From the twang of the theme song, the images of rural Wisconsin landscapes, and the accents that seemed straight from the set of Fargo, Netflix’s documentary series “Making a Murderer” seemed all too familiar. I’ve been living, reading, and writing in the Midwest since birth. “Making a Murderer” tapped into my deeply felt Midwestern sense of place.
The series follows the trials and convictions of Steven Avery – first, for the sexual assault of Penny Beerntsen in 1985, a crime for which he served 18 years in prison only to be exonerated by DNA evidence and the legal efforts of the Wisconsin Innocence Project. Then, for the murder of Teresa Halbach a mere two years after his release and amid a lawsuit against the Manitowoc County Police who had originally put him behind bars.
Like This American Life’s spinoff podcast, “Serial” and HBO’s documentary series, “The Jinx,” “Making a Murderer” repackages deeply compelling violent crimes as deeply compelling narrative. Where “Making a Murderer” departs from its flashier counterparts is its deep entrenchment in place.
The absence of mediating narrator – both Sarah Koenig (“Serial”) and Andrew Jarecki (“The Jinx”) play central roles in their narrative investigations – as well as the reliance on amateur footage, courtroom tape, and aerial shots of the Averys’ property functions much more mimetically than the medium of other true crime narratives. In its rootedness in the particulars of Manitowoc, Wisconsin, “Making a Murderer“‘s sense of place invokes a much older genre: American literary regionalism.
In ways that echo regionalist novels like Sarah Orne Jewett’s “The Country of Pointed Firs” or Edith Wharton’s “Ethan Frome,” directors Moira Demos and Laura Ricciardi meticulously record the particulars of Manitowoc County. Viewers experience the local politics, social structures, and class distinctions that initially place Steven Avery in jail and later suffuse the prosecutor’s investigation, trial, and conviction.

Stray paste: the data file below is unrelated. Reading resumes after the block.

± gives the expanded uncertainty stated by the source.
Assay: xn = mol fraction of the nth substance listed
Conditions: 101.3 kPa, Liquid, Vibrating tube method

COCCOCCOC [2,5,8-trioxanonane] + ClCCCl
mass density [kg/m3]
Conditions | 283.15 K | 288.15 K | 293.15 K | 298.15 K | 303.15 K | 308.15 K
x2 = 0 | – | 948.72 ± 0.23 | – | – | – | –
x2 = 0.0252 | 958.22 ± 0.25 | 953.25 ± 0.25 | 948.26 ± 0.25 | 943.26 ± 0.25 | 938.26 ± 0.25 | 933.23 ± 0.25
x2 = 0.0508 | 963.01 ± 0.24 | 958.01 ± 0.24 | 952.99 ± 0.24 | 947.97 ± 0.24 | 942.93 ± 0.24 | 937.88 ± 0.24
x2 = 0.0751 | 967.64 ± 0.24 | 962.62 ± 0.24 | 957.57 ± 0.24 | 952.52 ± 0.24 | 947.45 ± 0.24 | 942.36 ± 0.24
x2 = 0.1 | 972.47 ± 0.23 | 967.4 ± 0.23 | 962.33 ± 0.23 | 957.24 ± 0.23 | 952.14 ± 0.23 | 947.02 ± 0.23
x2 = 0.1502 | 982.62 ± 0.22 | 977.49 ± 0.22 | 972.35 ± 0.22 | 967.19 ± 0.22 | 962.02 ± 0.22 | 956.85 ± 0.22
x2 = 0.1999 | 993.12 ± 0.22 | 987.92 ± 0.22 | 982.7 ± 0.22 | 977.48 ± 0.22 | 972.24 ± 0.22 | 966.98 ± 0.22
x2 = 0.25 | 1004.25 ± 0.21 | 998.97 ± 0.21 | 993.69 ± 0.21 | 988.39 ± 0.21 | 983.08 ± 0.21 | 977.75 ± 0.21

But, like the regionalist fiction of the nineteenth and twentieth centuries, “Making a Murderer” is tasked with navigating both the particularity of the local community it depicts and the features that make it recognizable to those outside the community. Regionalist narratives make the claim that place both does and doesn’t matter.
This contradictory invocation of place becomes central to regionalist narratives’ treatment of broader national or systemic concerns. “Making a Murderer“ offers insight into the insular communal justice of Manitowoc County, but, in explicitly framing the narrative as a product of Manitowoc, Wisconsin, the directors ultimately make an implicit case for a much more sweeping revision of our understanding of justice.
We often think of justice as corrupt in urban places. After all, the counterpart to regionalist fiction is the gritty, urban realist novel explicitly moralizing about the dangers of the city or exposing the corruption of human nature and human justice. But the regionalism at work in Demos’s and Ricciardi’s true crime saga reveal this as a painful fiction.
Ricciardi insists, “We consider this an American story. An American story that happened to play out in Wisconsin.” But it is both places – America and Manitowoc, Wisconsin – that inform how we think about justice in “Making a Murderer.” Regionalism is less about a place than an experience of it and both “Making a Murderer“’s local particularity and broader familiarity suggest that our judicial system is broken everywhere. Unlike other recent true crime narratives, “Making a Murderer”’s regionalism reveals how deeply tied to place our sense of justice really is.
 For example, when predicting the future of “Sister Carrie”’s protagonist upon her arrival in Chicago, Theodore Dreiser portentously declares, ““When a girl leaves her home at eighteen, she does one of two things. Either she falls into saving hands and becomes better, or she rapidly assumes the cosmopolitan standard of virtue and becomes worse.”
Katie Dyson is a PhD candidate in English at Loyola University Chicago. When she’s not teaching or working on her dissertation, she reads the internet.